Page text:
Today Weston MP John Penrose has responded to the Police & Crime Commissioner’s request for views about local crime-fighting priorities, saying the fight against drug crime and managing Weston’s late-night bars and clubs should be top of her list.
John Penrose said: ‘We’ve made huge progress in dealing with drug crime in Weston, but we can’t stop now. The number of rehab beds in our town is almost half what it was a few years ago, and the ones that are left are much better, so addicts have a good chance of getting clean and local residents don’t have to worry about them committing crime to finance their habit.
‘It’s been a big factor in Weston’s steadily-falling crime rate over the last few years, and it hasn’t happened by accident. It’s taken dedicated, co-ordinated teamwork from the local Council, health and police to get this far, and I want to make sure the Police and Crime Commissioner understands how vital it is that we keep it as our top crime-fighting priority.
“Equally important is making sure Weston’s late-night bars and clubs aren’t just lively and fun, but safe and welcoming too. They’re an important part of our local economy, but local police have shown me how they can sometimes pose problems late on Friday and Saturday nights as well. Weston’s seafront and town centre are improving steadily, and I know the clubs and pubs will want to work with local police to make sure they’re part of that improvement too.’
NOTES TO EDITORS
The Avon & Somerset Police and Crime Commissioner has asked for views on local policing priorities, to be submitted by Tuesday 30th September. Weston’s MP John Penrose today sent her the following letter as Weston’s contribution to that process:
I welcome the Police & Crime Commissioner’s efforts to review the way our local police is working and wanted to outline two principle priorities in Weston and the villages.
Drug Related Crime
One of the principle policing issues in Weston has historically been drug related crime and, thanks to co-ordinated efforts from local Council, health and police (through Operation Jupiter more than 10 years ago) we’ve made huge progress.
At its worst, Weston had 11% of all rehab beds in the country which, for a town of Weston’s size, meant our density of rehabs per head of population was not only the highest in the UK, but was several times higher than our nearest rival. That created an unsustainable and unfair burden on local services (mainly health and housing) and had a seriously negative impact on local crime rates too, with Weston police estimating that over 90% of our acquisitive crime was drug-related, principally from addicts stealing to finance their habit.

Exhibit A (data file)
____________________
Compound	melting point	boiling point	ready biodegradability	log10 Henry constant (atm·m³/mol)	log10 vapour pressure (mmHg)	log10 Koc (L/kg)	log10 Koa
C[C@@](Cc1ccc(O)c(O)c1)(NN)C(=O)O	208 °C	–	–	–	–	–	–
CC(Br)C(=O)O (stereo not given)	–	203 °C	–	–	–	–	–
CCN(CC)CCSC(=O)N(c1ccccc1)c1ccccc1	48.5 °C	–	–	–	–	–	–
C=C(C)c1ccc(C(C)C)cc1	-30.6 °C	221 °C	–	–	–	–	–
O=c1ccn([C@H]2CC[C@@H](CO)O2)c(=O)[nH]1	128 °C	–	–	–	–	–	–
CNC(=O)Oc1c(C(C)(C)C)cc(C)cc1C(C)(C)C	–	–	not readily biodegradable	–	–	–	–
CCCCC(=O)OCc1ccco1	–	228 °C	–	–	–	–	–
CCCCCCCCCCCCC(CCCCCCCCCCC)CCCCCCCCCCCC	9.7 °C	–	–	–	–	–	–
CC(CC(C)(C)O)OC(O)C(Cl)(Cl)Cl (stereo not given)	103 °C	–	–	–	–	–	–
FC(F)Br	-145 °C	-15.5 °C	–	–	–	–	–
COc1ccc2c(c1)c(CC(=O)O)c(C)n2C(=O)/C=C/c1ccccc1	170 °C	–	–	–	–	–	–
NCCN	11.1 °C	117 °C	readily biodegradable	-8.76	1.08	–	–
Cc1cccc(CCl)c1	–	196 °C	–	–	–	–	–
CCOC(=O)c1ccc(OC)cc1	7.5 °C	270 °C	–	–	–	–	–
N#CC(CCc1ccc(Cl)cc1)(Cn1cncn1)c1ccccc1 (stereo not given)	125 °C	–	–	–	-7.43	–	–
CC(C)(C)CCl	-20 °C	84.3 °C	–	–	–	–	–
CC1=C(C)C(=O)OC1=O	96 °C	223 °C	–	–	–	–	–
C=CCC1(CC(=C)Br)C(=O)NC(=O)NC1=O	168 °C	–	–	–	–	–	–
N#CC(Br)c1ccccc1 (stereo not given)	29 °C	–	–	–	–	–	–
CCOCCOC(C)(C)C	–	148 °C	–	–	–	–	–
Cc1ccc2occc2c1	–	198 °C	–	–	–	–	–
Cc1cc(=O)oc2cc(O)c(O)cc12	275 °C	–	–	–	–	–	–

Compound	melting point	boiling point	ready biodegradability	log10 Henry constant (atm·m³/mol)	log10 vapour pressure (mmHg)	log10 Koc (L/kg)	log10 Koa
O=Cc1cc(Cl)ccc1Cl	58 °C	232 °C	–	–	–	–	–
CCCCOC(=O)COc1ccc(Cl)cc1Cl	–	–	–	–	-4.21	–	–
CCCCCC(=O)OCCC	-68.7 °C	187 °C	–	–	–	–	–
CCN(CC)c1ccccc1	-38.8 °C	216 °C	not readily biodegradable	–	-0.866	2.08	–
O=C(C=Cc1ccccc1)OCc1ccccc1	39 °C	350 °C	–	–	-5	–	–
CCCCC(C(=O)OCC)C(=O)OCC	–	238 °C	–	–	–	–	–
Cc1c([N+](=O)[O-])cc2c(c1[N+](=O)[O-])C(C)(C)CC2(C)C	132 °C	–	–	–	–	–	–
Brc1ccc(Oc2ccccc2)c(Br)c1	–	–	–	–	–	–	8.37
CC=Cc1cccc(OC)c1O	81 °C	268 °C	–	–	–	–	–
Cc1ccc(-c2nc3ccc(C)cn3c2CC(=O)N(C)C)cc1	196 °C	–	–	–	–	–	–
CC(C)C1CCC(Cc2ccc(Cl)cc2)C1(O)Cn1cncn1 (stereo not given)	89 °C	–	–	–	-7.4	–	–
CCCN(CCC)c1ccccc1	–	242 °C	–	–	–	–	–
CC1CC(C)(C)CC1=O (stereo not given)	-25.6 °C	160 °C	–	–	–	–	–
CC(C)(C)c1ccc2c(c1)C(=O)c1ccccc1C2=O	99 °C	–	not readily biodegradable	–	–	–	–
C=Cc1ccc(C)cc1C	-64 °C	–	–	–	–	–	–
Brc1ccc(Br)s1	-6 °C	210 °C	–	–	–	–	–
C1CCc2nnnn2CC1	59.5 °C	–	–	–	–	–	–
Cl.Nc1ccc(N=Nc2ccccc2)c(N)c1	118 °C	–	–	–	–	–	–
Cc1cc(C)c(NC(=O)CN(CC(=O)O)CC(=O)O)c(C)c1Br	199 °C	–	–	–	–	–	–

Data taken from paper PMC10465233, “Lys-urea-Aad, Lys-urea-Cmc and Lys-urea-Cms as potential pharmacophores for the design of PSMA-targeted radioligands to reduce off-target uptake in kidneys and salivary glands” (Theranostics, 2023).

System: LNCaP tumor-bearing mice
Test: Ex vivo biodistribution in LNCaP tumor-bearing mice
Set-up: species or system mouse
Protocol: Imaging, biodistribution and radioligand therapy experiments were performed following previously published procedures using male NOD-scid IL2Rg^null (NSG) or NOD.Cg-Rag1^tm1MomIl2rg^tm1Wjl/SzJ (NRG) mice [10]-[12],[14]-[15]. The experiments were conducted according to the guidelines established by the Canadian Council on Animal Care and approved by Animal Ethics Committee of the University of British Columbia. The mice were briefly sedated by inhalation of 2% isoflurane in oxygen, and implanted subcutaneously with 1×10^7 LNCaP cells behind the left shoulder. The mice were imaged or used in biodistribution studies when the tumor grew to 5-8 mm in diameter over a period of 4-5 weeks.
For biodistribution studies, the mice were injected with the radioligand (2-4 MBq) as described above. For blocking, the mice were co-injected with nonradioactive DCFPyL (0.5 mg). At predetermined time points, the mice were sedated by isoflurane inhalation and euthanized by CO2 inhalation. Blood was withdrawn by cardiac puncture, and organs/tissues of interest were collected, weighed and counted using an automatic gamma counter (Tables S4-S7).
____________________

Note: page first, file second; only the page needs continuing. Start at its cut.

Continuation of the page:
The problem was partly caused by Councils and probation services in other parts of the country referring addicts for treatment in Weston in low-quality rehabs, often without informing local housing and health providers here, and without a satisfactory programme of post-treatment care. This significantly increased addicts’ risk of relapse, and of the referring agency losing track of them, so they ended up as the responsibility of local service providers (and their budgets) instead. But it was also caused by a proportion of local rehabs and associated ‘halfway’ or ‘dry’ houses being unacceptably poor quality, which made them dangerous for addicts who were more likely to relapse, and difficult for local communities as they became crime hotspots. Operation Jupiter identified the 20 worst addresses as being major users of emergency services (mainly police and ambulance) as a result. After a more joined up approach, which involved a lot of help and support from the Council, the police and local health services, things have improved dramatically. The number of rehab beds has dropped by almost half, and the worst rehabs have either cleaned up to match the (already high) quality of the best, or closed down. There are many fewer addicts coming to Weston, and those that do have better chances of coming off drugs and staying clean for longer, and our acquisitive crime rate has been falling steadily as a result.
But even though the situation has improved significantly, the problem isn’t yet completely solved. The density of rehab beds per head of population is still very high (our latest figures show one for every 417 residents) and any decline in quality or effectiveness could lead to rapid rises in the acquisitive crime rate. Equally, the recent and continuing changes to policing, healthcare and Council services, both locally and outside the Avon and Somerset policing area, mean that the successful processes and structures which have underpinned our progress could easily (although unintentionally) be eroded unless focus is maintained and the highly-successful Community Safety Drug Action Team (CSDAT) is kept up to date, fresh and properly resourced.
Weston’s night-time economy is a major contributor of jobs and investment in the town centre, but poses particular problems for local residents and police for short periods, typically late on Friday and Saturday nights. The physical environment and demography of the area is already changing, with redevelopments underway or planned for Dolphin Square, the Sovereign Centre, the old magistrates court and police station and new teaching and student accommodation at Weston College. We need to ensure that the new town centre residents, and potential investors considering building or doing business here, find it an attractive place to live and work; that means it must remain lively and interesting, but also safe and welcoming as well. There have been significant changes, for example to the way local licensing decisions are taken and enforced, but they have been relatively less successful than the measures addressing Drug-Related Crime I’ve mentioned above. This remains a problem for the community and local police alike, and needs renewed focus and a fresh approach as we need to make more progress in this area.